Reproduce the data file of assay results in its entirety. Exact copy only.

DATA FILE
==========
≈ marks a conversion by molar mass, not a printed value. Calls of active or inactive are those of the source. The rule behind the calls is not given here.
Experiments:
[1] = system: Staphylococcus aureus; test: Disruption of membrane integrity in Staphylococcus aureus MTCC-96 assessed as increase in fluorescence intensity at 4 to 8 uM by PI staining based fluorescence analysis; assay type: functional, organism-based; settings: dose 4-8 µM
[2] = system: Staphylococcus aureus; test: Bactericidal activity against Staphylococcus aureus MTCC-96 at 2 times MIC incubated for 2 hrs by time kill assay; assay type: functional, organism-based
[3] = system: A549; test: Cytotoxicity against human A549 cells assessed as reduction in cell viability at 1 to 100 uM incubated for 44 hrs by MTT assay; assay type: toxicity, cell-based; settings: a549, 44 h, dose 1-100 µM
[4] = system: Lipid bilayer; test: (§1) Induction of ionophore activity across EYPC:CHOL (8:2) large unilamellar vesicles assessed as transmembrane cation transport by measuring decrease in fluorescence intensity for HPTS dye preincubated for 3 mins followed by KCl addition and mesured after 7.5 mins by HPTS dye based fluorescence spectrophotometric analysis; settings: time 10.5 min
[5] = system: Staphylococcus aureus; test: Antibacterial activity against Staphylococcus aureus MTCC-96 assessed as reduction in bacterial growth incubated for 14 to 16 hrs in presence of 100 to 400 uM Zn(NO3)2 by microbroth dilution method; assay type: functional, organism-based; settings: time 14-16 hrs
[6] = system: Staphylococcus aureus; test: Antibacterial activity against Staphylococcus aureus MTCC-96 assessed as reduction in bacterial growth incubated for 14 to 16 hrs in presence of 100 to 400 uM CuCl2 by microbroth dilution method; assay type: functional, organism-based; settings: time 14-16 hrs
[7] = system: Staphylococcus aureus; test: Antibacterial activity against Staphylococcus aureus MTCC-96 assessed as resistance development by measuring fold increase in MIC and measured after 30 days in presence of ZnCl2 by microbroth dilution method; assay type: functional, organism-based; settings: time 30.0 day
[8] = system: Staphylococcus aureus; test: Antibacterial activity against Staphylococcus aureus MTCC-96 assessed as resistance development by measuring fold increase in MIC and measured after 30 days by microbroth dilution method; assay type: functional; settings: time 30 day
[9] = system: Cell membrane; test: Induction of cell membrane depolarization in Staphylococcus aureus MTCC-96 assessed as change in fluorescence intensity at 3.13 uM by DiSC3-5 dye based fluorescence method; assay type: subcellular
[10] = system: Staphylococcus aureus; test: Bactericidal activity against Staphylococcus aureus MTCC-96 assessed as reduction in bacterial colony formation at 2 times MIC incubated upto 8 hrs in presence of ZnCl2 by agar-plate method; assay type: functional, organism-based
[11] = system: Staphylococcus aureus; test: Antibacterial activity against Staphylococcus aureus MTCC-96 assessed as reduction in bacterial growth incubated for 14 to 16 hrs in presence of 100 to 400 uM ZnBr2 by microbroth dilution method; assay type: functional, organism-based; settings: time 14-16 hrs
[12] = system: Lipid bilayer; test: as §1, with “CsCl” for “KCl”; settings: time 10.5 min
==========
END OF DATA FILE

≈ marks a conversion by molar mass, not a printed value. Calls of active or inactive are those of the source. The rule behind the calls is not given here.
Experiments:
[1] = system: Staphylococcus aureus; test: Disruption of membrane integrity in Staphylococcus aureus MTCC-96 assessed as increase in fluorescence intensity at 4 to 8 uM by PI staining based fluorescence analysis; assay type: functional, organism-based; settings: dose 4-8 µM
[2] = system: Staphylococcus aureus; test: Bactericidal activity against Staphylococcus aureus MTCC-96 at 2 times MIC incubated for 2 hrs by time kill assay; assay type: functional, organism-based
[3] = system: A549; test: Cytotoxicity against human A549 cells assessed as reduction in cell viability at 1 to 100 uM incubated for 44 hrs by MTT assay; assay type: toxicity, cell-based; settings: a549, 44 h, dose 1-100 µM
[4] = system: Lipid bilayer; test: (§1) Induction of ionophore activity across EYPC:CHOL (8:2) large unilamellar vesicles assessed as transmembrane cation transport by measuring decrease in fluorescence intensity for HPTS dye preincubated for 3 mins followed by KCl addition and mesured after 7.5 mins by HPTS dye based fluorescence spectrophotometric analysis; settings: time 10.5 min
[5] = system: Staphylococcus aureus; test: Antibacterial activity against Staphylococcus aureus MTCC-96 assessed as reduction in bacterial growth incubated for 14 to 16 hrs in presence of 100 to 400 uM Zn(NO3)2 by microbroth dilution method; assay type: functional, organism-based; settings: time 14-16 hrs
[6] = system: Staphylococcus aureus; test: Antibacterial activity against Staphylococcus aureus MTCC-96 assessed as reduction in bacterial growth incubated for 14 to 16 hrs in presence of 100 to 400 uM CuCl2 by microbroth dilution method; assay type: functional, organism-based; settings: time 14-16 hrs
[7] = system: Staphylococcus aureus; test: Antibacterial activity against Staphylococcus aureus MTCC-96 assessed as resistance development by measuring fold increase in MIC and measured after 30 days in presence of ZnCl2 by microbroth dilution method; assay type: functional, organism-based; settings: time 30.0 day
[8] = system: Staphylococcus aureus; test: Antibacterial activity against Staphylococcus aureus MTCC-96 assessed as resistance development by measuring fold increase in MIC and measured after 30 days by microbroth dilution method; assay type: functional; settings: time 30 day
[9] = system: Cell membrane; test: Induction of cell membrane depolarization in Staphylococcus aureus MTCC-96 assessed as change in fluorescence intensity at 3.13 uM by DiSC3-5 dye based fluorescence method; assay type: subcellular
[10] = system: Staphylococcus aureus; test: Bactericidal activity against Staphylococcus aureus MTCC-96 assessed as reduction in bacterial colony formation at 2 times MIC incubated upto 8 hrs in presence of ZnCl2 by agar-plate method; assay type: functional, organism-based
[11] = system: Staphylococcus aureus; test: Antibacterial activity against Staphylococcus aureus MTCC-96 assessed as reduction in bacterial growth incubated for 14 to 16 hrs in presence of 100 to 400 uM ZnBr2 by microbroth dilution method; assay type: functional, organism-based; settings: time 14-16 hrs
[12] = system: Lipid bilayer; test: as §1, with “CsCl” for “KCl”; settings: time 10.5 min